crafting-presentation-song-smartalkers-speaking-coach-florida
 
 
A new summer program called Songland caught my attention when I watched how three superstar professional musicians use their individual areas of expertise to help unknown songwriters hoping for a break into stardom get their song chosen to record for global release. As stated in the press release for the show:

“The panel assesses the lyrics, arrangement, rhythm, melody, and message and discusses ways to adapt the songs to fit the style, taste, and ability of the guest artist. In the studio, the producer and songwriter will then work to customize the song for the guest artist. By episode’s end, the artist will select a song to record for a global release.”

Wow, I thought! This is what I do for my clients in crafting and delivering their presentations.

Here are the similarities:
The songwriter is the expert because they wrote the song.
My client is an expert because they know their topic.

The songwriter needs to know their audience, in this case, they need to adapt their song to fit the style, taste, and ability of the guest artist. My client needs to perform an in-depth audience analysis audit in order to ensure it is crafted to meet the needs and wants of the audience.

The songwriter needs to present it in a way that connects with the guest artist through the music, words, and overall color of the song, including the rate/pace of the words, the tone of the song, and the feeling the song evokes.

For example, if the song is being pitched for a movie like The Fast and The Furious, which was the focus of one of the guest artists, it needed to be fast-paced, with a catchy rhythm, and an overall powerful tone. When pitched to John Legend, a more mellow singer-songwriter, the performance needed to have a soft, sweet and low-key tone.

This is the same for my clients. They need to identify and practice, through their body language and tone of voice, the ability to ensure their presentation matches their message and the style of their audience.

If the content of the presentation has excitement to it, the presenter needs to show this emotion through gestures and vocal expressions including, loudness variations, a more rapid pace and a variety of vocal inflections.

If the content has a more serious nature to it, the presenter needs to tone down gestures and voice attributes, including loudness, pace and pitch variations.

The takeaway is this: whether you’re crafting a song or a presentation, you must know who your audience is and create the emotion and content that connects with them in order to be successful.

Remember, every audience is tuned into the radio station WIIFM, What’s In It For Me!

If you’d like more information about how you can be a successful crafter and presenter of your message, I’d welcome the opportunity to speak with you. Contact me for a free consultation.

Please follow and like us:
error
mind-flush-smartalkers-speaking-coach-florida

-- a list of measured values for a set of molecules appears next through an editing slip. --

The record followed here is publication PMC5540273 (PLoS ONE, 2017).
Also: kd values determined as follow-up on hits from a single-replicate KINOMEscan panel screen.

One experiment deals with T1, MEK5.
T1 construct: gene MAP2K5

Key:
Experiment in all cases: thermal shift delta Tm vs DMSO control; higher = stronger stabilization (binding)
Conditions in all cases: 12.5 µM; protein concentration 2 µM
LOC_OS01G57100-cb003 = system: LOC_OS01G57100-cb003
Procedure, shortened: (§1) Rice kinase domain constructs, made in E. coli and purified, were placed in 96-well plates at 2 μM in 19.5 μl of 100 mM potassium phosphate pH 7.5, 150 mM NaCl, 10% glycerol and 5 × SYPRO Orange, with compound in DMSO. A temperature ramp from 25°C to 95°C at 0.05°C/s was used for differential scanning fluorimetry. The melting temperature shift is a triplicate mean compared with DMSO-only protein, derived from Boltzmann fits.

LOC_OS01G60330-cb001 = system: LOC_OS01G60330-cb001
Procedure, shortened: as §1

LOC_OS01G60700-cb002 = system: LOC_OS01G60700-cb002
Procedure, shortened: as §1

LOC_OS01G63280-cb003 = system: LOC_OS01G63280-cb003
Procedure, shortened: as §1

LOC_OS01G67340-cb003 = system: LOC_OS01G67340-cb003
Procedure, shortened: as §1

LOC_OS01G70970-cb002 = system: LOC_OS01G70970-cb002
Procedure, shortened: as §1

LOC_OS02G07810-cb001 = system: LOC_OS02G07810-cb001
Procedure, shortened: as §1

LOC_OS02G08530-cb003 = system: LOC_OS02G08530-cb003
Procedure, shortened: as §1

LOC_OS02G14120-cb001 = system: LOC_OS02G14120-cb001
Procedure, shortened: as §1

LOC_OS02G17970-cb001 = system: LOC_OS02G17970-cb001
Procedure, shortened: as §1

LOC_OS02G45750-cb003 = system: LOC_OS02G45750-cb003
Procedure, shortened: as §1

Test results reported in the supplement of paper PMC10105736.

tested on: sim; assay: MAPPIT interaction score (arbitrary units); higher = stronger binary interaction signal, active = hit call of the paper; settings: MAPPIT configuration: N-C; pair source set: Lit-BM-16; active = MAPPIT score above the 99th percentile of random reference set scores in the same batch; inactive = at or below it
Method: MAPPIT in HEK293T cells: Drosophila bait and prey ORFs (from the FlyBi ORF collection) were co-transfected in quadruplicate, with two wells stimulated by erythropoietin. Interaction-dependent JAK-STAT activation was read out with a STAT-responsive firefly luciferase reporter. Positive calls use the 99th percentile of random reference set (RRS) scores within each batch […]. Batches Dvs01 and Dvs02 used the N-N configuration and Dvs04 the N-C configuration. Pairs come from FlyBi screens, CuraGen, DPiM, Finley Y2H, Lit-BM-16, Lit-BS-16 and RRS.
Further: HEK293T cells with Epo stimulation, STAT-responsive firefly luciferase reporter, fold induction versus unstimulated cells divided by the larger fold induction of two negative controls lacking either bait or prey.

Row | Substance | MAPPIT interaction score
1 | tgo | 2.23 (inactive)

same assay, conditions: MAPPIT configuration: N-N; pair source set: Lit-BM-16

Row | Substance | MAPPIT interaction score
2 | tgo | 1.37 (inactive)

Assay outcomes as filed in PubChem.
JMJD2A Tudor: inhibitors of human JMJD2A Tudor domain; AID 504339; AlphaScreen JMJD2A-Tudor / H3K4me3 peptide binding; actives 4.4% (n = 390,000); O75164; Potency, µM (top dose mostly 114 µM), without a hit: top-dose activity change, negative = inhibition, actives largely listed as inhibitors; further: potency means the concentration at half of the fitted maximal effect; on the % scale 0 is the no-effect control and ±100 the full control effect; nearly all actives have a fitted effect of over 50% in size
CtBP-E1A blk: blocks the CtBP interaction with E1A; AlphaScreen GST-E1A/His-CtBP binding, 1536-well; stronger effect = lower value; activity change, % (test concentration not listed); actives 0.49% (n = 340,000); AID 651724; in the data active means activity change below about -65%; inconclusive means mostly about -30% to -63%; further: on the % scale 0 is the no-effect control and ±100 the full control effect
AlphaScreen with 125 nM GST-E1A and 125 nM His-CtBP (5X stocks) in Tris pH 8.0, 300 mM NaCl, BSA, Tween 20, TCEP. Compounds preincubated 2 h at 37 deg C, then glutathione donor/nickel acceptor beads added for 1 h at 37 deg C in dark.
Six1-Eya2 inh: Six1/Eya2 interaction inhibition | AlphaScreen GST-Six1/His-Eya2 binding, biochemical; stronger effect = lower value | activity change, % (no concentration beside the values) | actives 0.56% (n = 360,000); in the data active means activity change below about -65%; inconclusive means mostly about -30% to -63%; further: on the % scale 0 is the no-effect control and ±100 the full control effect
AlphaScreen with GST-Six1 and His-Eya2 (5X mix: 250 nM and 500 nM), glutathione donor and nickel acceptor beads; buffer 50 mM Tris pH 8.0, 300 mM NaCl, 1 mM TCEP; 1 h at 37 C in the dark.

In a recent training session I conducted for human resource professionals, one of the most important takeaways voiced at the end of the training was to remember to use the mind flush technique.

Have you ever had a disagreement with a colleague or difficult conversation or situation, personal or professional, take place prior to going into an important meeting? A meeting where it will be absolutely necessary for you to be an active listener and participant, however, due to the challenging situation that is foremost in your mind, it will be difficult for you to let go to be present in the meeting? That’s where the mind flush technique comes into play.

Immediately before entering the meeting, go to a quiet place, breathe deeply, and flush away the challenging situation that is monopolizing your mind. As soon as your thoughts go back to it, acknowledge it and let it go, at least until your meeting is over. This way you’ll be present and in an active listening state that will let the speaker know you are present.

Please follow and like us:
error
what-if-fear-of-speaking-smartalkers-speaking-coach-florida

 

Do you have a fear of speaking and let the “what if” thoughts consume you? “What if I make a mistake and look like a fool? What if I’m asked a question and don’t know the answer? What if the technology doesn’t work?”

The following post came through Instagram and I don’t know who wrote it, but felt the thoughts were appropriate for those that have a fear of speaking. Take heed. We are what we think, especially relating to: “What if” thoughts?

“Are you worried? Do you have many “what if” thoughts? You are identified with your mind, which is projecting itself into an imaginary future situation and creating fear. There is no way that you can cope with such a situation because it doesn’t exist. It’s a mental phantom. You can stop this health and life-corroding insanity simply by acknowledging the present moment.”

I might add, related to speaking, there is a way you can cope. Learning how to design and deliver a presentation and find out how to dispel all the “what if’s” will give you the confidence to overcome your fear. I know this for a fact because this is how I overcame my fear of speaking in public. You can too!

Please follow and like us:
error
connecting-audience-smartalkers-speaking-coach-florida

 

 “Developing excellent communication skills is absolutely essential to effective leadership. The leader must be able to share knowledge and ideas to transmit a sense of urgency and enthusiasm to others. If a leader can’t get a message across clearly and motivate others to act on it, then having a message doesn’t even matter.” -Gilbert Amelio, Former President and CEO of National Semiconductor Corp.

  

“You can have brilliant ideas, but if you can’t get them across, your ideas won’t get you anywhere.” -Lee Iacocca

 

 

 

 

 

What’s the common thread between these two quotes?  CONNECTION! We find, in both quotes, the necessity of being able to get your message and ideas across to others in a clear, concise, and understandable way.